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12 Health Tips

Here are our Health Tips for YOU! Throughout the year.

 

1- peppermint

Soothe with Mint –Tame tension headaches by rubbing peppermint oil, Tiger Balm, or white flower oil into your temples. All three remedies contain menthol, which has analgesic properties.

2- ginger

Sip Ginger — The volatile oils in ginger have long made it a useful herbal remedy for nasal and chest congestion. Pour 2 cups of boiling water over a 1-inch piece of peeled, grated ginger; steep for 10 minutes; and strain. Add a pinch or two of cayenne pepper to the water and drink as needed.

3- rosemary1

Sniff Rosemary –According to some research, catching a whiff of this aromatic herb may increase alertness and improve memory. To stay sharp, try smelling fresh rosemary or inhaling the scent of rosemary essential oil before a test or meeting.

4-bitters

Embrace Bitters — Combat a yen for sugar by following a Chinese medicine approach: Eat foods such as endive, radicchio, cooked greens, and olives.

5-probiotic

Pop a Probiotic — To keep yeast infections at bay, head for the vitamin aisle. Supplementing with “good” bacteria (for example, Lactobacillus or Bifidobacterium) may help restore the balance the of bacteria living in the female genital tract and inhibit the growth of yeast in women with recurrent infections. Foods such as naturally fermented sauerkraut, kimchi, and kefir, as well as yogurt with active cultures, also contain these bacteria.

6-moisture

Keep Capsaicin Cream on Hand –For sore muscles and joints, apply a cream or ointment that contains capsaicin, the active ingredient in chile peppers, two or three times a day. The heat from the peppers has been shown to help relieve pain.

7-tulsi

Take Tulsi — Research suggests that this Ayurvedic herb, also called holy basil, may help manage levels of the stress hormone cortisol, helping to boost your mood. Look for teas and supplements in health-food stores and follow package directions.

8-avacado

Eat Avocados — For dry skin, incorporate more avocados into your diet. They’re rich in monounsaturated fat and vitamin E, both of which promote healthy skin. Try them on salads and sandwiches, and even in smoothies.

9-acupuncture5

Try Acupressure or Acupuncture for a queasy tummy — Calm a queasy stomach with this quick acupressure trick: Use your index and middle fingers to press down on the groove between the tendons that run from the base of your palm to your wrist. Wristbands that apply pressure to this spot are available at drugstores and online.

10-lekorice

Use Licorice — Treat canker sores, painful spots on the inside of the mouth, with deglycyrrhizinated licorice (DGL), which appears to soothe mucous membranes. Buy in powder form and mix with a little water to make a paste; apply it to the sore as needed. DGL is also great for heart burn and acid stomach.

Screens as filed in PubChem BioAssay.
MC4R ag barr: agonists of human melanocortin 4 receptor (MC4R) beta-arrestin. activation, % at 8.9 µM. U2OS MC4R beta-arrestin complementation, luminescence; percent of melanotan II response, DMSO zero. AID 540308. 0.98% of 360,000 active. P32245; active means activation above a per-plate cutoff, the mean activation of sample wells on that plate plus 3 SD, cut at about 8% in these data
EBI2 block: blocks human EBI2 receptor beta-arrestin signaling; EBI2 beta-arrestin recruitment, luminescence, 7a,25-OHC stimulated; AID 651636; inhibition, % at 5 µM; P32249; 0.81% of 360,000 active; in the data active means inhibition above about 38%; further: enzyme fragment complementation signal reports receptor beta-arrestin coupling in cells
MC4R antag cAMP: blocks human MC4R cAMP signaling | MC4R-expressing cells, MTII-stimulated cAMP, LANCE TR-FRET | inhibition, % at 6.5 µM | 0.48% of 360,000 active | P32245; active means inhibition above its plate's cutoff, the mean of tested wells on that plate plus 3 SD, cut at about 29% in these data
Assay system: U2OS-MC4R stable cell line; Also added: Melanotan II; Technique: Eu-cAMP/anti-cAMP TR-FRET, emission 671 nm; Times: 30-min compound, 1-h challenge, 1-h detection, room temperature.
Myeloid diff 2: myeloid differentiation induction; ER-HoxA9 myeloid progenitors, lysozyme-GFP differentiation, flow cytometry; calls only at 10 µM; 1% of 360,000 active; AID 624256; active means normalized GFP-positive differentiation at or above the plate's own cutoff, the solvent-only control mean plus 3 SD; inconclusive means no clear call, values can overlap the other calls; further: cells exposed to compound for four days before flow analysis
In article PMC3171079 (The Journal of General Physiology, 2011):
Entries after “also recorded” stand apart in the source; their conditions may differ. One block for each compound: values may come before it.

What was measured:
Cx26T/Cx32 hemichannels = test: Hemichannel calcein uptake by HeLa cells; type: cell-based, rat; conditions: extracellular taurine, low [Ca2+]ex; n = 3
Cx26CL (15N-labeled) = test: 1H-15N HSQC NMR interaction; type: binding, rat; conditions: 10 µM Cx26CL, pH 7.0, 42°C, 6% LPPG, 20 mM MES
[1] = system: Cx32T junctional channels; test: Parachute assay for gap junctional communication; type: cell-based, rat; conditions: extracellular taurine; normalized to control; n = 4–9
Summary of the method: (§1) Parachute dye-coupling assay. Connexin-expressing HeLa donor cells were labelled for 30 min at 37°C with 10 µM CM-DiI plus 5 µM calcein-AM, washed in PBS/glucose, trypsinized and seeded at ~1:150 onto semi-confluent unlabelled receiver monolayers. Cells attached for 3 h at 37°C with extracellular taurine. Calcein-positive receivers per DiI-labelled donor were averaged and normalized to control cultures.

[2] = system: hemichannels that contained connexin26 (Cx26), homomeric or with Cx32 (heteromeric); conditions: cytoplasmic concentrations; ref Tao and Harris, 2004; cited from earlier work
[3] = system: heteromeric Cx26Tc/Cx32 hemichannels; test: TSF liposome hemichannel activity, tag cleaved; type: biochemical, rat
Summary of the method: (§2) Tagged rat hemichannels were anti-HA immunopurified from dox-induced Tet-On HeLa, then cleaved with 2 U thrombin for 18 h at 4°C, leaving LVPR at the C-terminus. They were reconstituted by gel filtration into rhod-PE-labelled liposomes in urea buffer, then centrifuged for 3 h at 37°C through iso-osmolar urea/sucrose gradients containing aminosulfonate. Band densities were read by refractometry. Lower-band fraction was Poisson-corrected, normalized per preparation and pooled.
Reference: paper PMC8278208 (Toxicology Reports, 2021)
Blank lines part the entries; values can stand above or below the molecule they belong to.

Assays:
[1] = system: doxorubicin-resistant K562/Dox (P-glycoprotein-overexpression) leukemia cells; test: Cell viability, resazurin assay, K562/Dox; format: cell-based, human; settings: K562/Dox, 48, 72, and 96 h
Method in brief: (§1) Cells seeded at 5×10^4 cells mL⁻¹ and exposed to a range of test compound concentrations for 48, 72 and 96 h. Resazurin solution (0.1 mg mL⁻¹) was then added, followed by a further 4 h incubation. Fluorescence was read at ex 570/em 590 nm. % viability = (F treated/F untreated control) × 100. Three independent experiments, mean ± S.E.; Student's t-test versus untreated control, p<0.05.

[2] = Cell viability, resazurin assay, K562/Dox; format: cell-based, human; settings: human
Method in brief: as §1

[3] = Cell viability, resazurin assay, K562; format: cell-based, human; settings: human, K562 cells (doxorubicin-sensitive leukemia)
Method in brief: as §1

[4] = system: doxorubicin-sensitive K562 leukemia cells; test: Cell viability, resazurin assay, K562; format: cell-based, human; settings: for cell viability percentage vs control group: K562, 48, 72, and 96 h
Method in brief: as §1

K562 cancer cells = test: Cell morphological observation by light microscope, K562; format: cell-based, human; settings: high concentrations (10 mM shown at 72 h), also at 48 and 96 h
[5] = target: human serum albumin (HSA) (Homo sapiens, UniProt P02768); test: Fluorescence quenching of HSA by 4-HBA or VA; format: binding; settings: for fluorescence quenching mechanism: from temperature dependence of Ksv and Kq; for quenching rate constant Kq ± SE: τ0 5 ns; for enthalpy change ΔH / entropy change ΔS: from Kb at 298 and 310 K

11-liquorice

Drink Mint Tea — Ease occasional indigestion by sipping a cup of peppermint tea after your meal. Peppermint improves the flow of bile, which moves food through the digestive tract more quickly. Use peppermint with caution if you have acid reflux; it can make that problem worse.

12-fennel

Chew Some Fennel Seeds — Fennel seeds are considered a carminative, a substance that helps relieve gas. Chew and then swallow about half a teaspoon of the seeds after meals.

Your Body is a Garden

Cultivating Health

One of the philosophies underlying Chinese medicine is that our health is not separate from nature. Nature’s constant motion – its flowing seasons and cycles – coincide with our body’s natural rhythms. When we engage in gardening, we strive to be in harmony with nature’s rhythms. This allows us to reap a bountiful harvest. Life flourishes when the elements of air, water, light and earth are balanced.

There are basic principles of gardening that you can apply to facilitating the health of your body:

Fertilize: Just like plants need fertilizers, we need food in order to re-energize our bodies. In general, a healthy, balanced diet is made up of unprocessed, organic foods such as grains, fruits and vegetables.

Water: Our bodies are made up of 70% water. We need its life-giving force to cleanse our bodies of toxins, to regulate body temperature and to aid digestion and circulation.

Sunshine: Just like plants, we also need sun’s energy to grow and thrive. Sun provides our bodies with Vitamin D, which promotes strong bones, supple muscles and a healthy immune system.

Weeding: Weeding your garden is vital to keeping the soil clean and properly oxygenated. Our body also needs cleansing. One of the easiest ways to cleanse our body is sweating through exercise as well as eating meals of fresh veggies and fruit.

Your goal is to learn how to cultivate and support your inner garden. My goal as a Chinese medicine practitioner and acupuncturist and is to help balance your inner ecosystem so that it can flourish—and you can enjoy health and harmony. Together, we garden and can identify and “weed out” any imbalances that could cause problems.

Dr. Gabrielle Steinberg